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In 1891, Congress passed the Evarts Act, or the Circuit Courts of Appeals Act. The driving motive for this reform was the Supreme Court’s increasingly unmanageable docket—a caseload of 1,816 by 1890. The Court couldn’t dispose of all of them in a single Term, of course. Even in 1875, the American Law Review had warned that “the arrears, which have been growing for a long time, are now so great that two years at least will be required to hear the cases already on its list.” By 1890, the delay had risen to nearly four years. (Ironically, the Court had mostly done this to itself, having decided decades before that “a suit by or against a corporation, in its corporate name, must be presumed to be a suit by or against citizens of the State which created the corporate body.” This enabled corporations to satisfy one of Article III’s requirements for bringing cases into federal court, which they did frequently.)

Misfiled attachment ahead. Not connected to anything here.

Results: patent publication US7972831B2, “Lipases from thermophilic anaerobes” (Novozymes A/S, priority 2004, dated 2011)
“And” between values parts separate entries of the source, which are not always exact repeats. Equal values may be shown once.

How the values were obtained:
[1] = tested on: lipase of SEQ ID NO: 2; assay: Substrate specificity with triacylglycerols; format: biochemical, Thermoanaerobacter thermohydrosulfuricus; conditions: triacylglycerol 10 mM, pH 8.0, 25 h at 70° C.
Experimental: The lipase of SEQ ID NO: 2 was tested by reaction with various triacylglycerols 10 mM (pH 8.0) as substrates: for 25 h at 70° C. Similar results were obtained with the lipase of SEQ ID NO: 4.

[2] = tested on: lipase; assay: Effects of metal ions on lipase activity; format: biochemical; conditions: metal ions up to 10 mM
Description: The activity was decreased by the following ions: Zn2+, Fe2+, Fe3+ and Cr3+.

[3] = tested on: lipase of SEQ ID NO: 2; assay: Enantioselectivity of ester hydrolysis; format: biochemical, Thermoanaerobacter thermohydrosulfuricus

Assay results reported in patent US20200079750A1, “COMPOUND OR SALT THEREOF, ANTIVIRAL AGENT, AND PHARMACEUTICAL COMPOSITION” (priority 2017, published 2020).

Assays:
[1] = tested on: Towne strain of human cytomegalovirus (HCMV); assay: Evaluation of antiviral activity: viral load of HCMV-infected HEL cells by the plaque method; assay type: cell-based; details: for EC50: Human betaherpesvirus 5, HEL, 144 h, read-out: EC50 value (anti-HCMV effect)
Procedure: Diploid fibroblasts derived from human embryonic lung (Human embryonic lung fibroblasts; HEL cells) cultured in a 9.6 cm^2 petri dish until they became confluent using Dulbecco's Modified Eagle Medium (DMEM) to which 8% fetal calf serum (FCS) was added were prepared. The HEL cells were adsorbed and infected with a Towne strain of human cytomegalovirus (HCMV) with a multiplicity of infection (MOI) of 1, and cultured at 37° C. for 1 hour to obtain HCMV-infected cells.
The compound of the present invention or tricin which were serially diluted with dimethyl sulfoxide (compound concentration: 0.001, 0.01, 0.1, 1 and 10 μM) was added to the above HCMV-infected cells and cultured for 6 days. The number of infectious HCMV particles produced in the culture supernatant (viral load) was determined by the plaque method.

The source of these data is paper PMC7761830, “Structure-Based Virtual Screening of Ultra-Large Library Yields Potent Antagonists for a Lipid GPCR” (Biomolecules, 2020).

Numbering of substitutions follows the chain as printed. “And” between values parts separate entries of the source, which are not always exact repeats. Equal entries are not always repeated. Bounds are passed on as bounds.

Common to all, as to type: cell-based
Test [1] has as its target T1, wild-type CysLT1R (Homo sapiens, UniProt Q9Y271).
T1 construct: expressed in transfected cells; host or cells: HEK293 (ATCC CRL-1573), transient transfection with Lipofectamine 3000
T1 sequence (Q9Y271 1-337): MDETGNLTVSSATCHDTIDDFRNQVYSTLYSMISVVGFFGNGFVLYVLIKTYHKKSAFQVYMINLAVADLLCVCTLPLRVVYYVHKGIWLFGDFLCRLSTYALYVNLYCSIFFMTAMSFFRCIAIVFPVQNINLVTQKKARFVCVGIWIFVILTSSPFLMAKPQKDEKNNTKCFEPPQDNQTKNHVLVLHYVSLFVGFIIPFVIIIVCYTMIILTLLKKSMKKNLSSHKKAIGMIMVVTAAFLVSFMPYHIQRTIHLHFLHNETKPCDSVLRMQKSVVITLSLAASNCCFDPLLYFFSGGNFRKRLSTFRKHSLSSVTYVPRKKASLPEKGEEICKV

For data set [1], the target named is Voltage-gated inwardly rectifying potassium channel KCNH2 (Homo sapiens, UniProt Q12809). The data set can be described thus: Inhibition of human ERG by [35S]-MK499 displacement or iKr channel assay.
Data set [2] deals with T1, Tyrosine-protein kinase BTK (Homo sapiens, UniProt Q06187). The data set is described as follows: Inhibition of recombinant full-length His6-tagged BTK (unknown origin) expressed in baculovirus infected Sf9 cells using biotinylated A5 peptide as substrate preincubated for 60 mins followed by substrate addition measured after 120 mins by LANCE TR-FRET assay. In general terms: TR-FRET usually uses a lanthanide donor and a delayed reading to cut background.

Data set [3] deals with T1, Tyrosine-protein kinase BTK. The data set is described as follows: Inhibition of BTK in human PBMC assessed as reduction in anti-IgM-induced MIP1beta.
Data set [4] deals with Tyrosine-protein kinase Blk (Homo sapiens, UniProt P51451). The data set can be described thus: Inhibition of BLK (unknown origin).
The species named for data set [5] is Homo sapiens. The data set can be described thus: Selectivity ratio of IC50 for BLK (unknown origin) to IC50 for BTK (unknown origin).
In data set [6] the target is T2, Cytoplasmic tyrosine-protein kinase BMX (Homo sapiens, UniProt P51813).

Included among the Evarts Act papers in the National Archives are resolutions supporting proposals for a new tier of intermediate appellate courts. The Georgia Bar Association identified a “double purpose of relieving the Supreme Court and providing for the review of decisions of the Circuit or District judges sitting alone in cases not reviewable under existing laws”:

The American Bar Association amassed a heap of statistical evidence to demonstrate “the importance of passing some act for the relief of the Supreme Court from the excessive amount of business which now crowds its docket”:

Justice Edward Seeds of the Supreme Court of New Mexico also advocated docket diminution:

I’ll eventually post pictures of the proposed circuit lists drafted during the process of assigning states to circuits, but I thought I would start with these (if only to preserve the purity of my post categories).